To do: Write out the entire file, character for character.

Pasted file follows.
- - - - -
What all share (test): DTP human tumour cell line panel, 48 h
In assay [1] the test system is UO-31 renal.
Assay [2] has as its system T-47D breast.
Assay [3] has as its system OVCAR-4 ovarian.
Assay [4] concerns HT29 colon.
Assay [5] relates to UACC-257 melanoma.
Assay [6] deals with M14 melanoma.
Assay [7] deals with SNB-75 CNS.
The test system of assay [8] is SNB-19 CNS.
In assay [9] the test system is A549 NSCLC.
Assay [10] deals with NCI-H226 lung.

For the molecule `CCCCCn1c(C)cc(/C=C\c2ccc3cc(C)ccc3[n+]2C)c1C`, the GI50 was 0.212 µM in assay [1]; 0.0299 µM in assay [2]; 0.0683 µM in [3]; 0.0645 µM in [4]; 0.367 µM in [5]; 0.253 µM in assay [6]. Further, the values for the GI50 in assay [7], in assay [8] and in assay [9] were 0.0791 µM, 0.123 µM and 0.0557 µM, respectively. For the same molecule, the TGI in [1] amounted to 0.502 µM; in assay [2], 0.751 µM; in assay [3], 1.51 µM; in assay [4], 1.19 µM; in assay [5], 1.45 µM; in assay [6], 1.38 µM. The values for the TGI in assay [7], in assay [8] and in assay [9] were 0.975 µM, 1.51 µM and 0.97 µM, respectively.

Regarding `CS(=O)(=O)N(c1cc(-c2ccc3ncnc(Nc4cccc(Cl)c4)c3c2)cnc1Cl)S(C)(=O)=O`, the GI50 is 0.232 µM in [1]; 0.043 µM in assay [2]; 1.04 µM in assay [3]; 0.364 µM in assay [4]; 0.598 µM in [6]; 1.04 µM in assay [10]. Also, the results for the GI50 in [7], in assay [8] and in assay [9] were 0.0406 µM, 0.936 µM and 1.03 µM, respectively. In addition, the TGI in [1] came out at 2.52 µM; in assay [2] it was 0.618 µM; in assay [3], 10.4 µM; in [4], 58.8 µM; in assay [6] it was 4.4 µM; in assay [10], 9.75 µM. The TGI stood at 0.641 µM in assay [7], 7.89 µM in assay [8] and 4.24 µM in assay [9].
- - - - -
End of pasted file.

What all share (test): DTP human tumour cell line panel, 48 h
In assay [1] the test system is UO-31 renal.
Assay [2] has as its system T-47D breast.
Assay [3] has as its system OVCAR-4 ovarian.
Assay [4] concerns HT29 colon.
Assay [5] relates to UACC-257 melanoma.
Assay [6] deals with M14 melanoma.
Assay [7] deals with SNB-75 CNS.
The test system of assay [8] is SNB-19 CNS.
In assay [9] the test system is A549 NSCLC.
Assay [10] deals with NCI-H226 lung.

For the molecule `CCCCCn1c(C)cc(/C=C\c2ccc3cc(C)ccc3[n+]2C)c1C`, the GI50 was 0.212 µM in assay [1]; 0.0299 µM in assay [2]; 0.0683 µM in [3]; 0.0645 µM in [4]; 0.367 µM in [5]; 0.253 µM in assay [6]. Further, the values for the GI50 in assay [7], in assay [8] and in assay [9] were 0.0791 µM, 0.123 µM and 0.0557 µM, respectively. For the same molecule, the TGI in [1] amounted to 0.502 µM; in assay [2], 0.751 µM; in assay [3], 1.51 µM; in assay [4], 1.19 µM; in assay [5], 1.45 µM; in assay [6], 1.38 µM. The values for the TGI in assay [7], in assay [8] and in assay [9] were 0.975 µM, 1.51 µM and 0.97 µM, respectively.

Regarding `CS(=O)(=O)N(c1cc(-c2ccc3ncnc(Nc4cccc(Cl)c4)c3c2)cnc1Cl)S(C)(=O)=O`, the GI50 is 0.232 µM in [1]; 0.043 µM in assay [2]; 1.04 µM in assay [3]; 0.364 µM in assay [4]; 0.598 µM in [6]; 1.04 µM in assay [10]. Also, the results for the GI50 in [7], in assay [8] and in assay [9] were 0.0406 µM, 0.936 µM and 1.03 µM, respectively. In addition, the TGI in [1] came out at 2.52 µM; in assay [2] it was 0.618 µM; in assay [3], 10.4 µM; in [4], 58.8 µM; in assay [6] it was 4.4 µM; in assay [10], 9.75 µM. The TGI stood at 0.641 µM in assay [7], 7.89 µM in assay [8] and 4.24 µM in assay [9].